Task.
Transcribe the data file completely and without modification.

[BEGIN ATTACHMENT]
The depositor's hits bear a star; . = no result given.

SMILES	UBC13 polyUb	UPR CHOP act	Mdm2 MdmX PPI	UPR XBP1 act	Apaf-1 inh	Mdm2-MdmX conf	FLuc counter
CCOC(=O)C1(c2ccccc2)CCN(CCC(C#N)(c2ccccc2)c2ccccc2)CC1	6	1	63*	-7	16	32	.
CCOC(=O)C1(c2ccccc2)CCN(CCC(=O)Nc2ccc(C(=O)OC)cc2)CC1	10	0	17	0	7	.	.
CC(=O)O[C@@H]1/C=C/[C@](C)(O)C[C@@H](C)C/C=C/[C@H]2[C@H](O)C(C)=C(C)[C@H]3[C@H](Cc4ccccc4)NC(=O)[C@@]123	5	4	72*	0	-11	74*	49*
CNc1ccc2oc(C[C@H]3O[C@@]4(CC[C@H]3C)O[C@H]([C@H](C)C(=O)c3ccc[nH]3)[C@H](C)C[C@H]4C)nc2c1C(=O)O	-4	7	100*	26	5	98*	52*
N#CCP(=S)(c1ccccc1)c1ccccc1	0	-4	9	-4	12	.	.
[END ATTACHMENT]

The depositor's hits bear a star; . = no result given.

SMILES	UBC13 polyUb	UPR CHOP act	Mdm2 MdmX PPI	UPR XBP1 act	Apaf-1 inh	Mdm2-MdmX conf	FLuc counter
CCOC(=O)C1(c2ccccc2)CCN(CCC(C#N)(c2ccccc2)c2ccccc2)CC1	6	1	63*	-7	16	32	.
CCOC(=O)C1(c2ccccc2)CCN(CCC(=O)Nc2ccc(C(=O)OC)cc2)CC1	10	0	17	0	7	.	.
CC(=O)O[C@@H]1/C=C/[C@](C)(O)C[C@@H](C)C/C=C/[C@H]2[C@H](O)C(C)=C(C)[C@H]3[C@H](Cc4ccccc4)NC(=O)[C@@]123	5	4	72*	0	-11	74*	49*
CNc1ccc2oc(C[C@H]3O[C@@]4(CC[C@H]3C)O[C@H]([C@H](C)C(=O)c3ccc[nH]3)[C@H](C)C[C@H]4C)nc2c1C(=O)O	-4	7	100*	26	5	98*	52*
N#CCP(=S)(c1ccccc1)c1ccccc1	0	-4	9	-4	12	.	.